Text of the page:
(Credit: Marco Borggreve)
Famed Russian conductor Alexander Vedernikov has died at the age of 56, after having been diagnosed with COVID-19.
Vedernikov died on Friday, Oct. 30 after being put on a ventilator for few days following the diagnosis.
Born in Moscow, Vedernikov was the son of the bass Alexander Filipovich Vedernikov and Natalia Nikolaevna Gureeva. The conductor went on to study at the Moscow Conservatory, where he graduated in 1988 and studied with Leonid Nikolaev and Mark Ermler.
He went on to work as a conductor in the Stanislavski and Nemirovich-Danchenko Moscow Academic Music Theatre and became assistant conductor to Vladimir Fedoseyev at the Tchaikovsky Symphony Orchestra. In 1995, he established the Russian Philharmonia Symphony Orchestra and served as its artistic director and chief conductor until 2004.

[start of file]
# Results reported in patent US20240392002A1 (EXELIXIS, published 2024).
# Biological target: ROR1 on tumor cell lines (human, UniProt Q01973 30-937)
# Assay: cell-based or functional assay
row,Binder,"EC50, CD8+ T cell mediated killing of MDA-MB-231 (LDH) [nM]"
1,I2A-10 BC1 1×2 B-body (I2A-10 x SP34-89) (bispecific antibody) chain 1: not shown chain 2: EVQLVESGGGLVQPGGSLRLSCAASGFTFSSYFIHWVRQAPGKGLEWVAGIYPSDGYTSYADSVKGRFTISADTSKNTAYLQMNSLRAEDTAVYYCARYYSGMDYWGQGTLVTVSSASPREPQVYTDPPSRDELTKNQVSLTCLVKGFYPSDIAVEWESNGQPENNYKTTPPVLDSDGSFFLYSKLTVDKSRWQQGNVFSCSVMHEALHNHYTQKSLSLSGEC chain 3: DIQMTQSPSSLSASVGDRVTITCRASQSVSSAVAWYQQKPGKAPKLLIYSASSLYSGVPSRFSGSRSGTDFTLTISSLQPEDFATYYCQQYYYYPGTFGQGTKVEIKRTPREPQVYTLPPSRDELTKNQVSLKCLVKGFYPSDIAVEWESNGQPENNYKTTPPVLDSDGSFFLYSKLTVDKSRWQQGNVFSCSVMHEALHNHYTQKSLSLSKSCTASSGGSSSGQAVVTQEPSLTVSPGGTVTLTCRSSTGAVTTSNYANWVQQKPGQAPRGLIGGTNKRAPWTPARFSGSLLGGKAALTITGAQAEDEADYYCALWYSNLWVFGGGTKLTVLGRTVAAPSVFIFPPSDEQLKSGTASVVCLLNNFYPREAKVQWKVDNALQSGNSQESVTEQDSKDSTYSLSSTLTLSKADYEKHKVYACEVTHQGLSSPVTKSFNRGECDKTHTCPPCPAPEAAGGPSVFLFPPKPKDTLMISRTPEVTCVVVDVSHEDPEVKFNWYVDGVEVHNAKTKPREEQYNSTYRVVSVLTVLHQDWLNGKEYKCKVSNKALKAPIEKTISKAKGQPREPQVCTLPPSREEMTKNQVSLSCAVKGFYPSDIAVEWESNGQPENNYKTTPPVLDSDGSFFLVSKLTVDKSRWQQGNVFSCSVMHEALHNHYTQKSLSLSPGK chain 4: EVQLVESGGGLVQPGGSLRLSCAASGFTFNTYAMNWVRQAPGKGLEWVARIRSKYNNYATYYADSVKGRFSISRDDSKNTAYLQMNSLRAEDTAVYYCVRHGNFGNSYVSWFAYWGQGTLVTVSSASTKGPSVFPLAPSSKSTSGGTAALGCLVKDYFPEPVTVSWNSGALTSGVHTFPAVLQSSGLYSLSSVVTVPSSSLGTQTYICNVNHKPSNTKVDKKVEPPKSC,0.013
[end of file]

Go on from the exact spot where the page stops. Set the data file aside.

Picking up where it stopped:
In 2001, he became the music director of the Bolshoi Theatre and was later appointed the Music Director of the Mikhailovsky Theatre in January 2019. He also served as a Chief Conductor of the Royal Danish Opera.
Vedernikov conducted a number of operas, including Bizet’s “Carmen,” and Puccini’s “Turandot” at the Royal Danish Opera, Mascagni’s “Cavalleria Rusticana” and Leoncavallo’s “Pagliacci” at the Opernhaus Zürich, and Meyerbeer’s “Les Huguenots” and Tchaikovsky’s “Eugene Onegin” at the Deutsche Oper Berlin, among others. He also conducted the BBC Symphony Orchestra, City of Birmingham, Danish National Symphony, NHK Symphony, Russian National Symphony, Orchestre de Paris, and London Philharmonic.
OperaWire expresses its condolences to Alexander Vedernikov’s family and friends in these difficult times.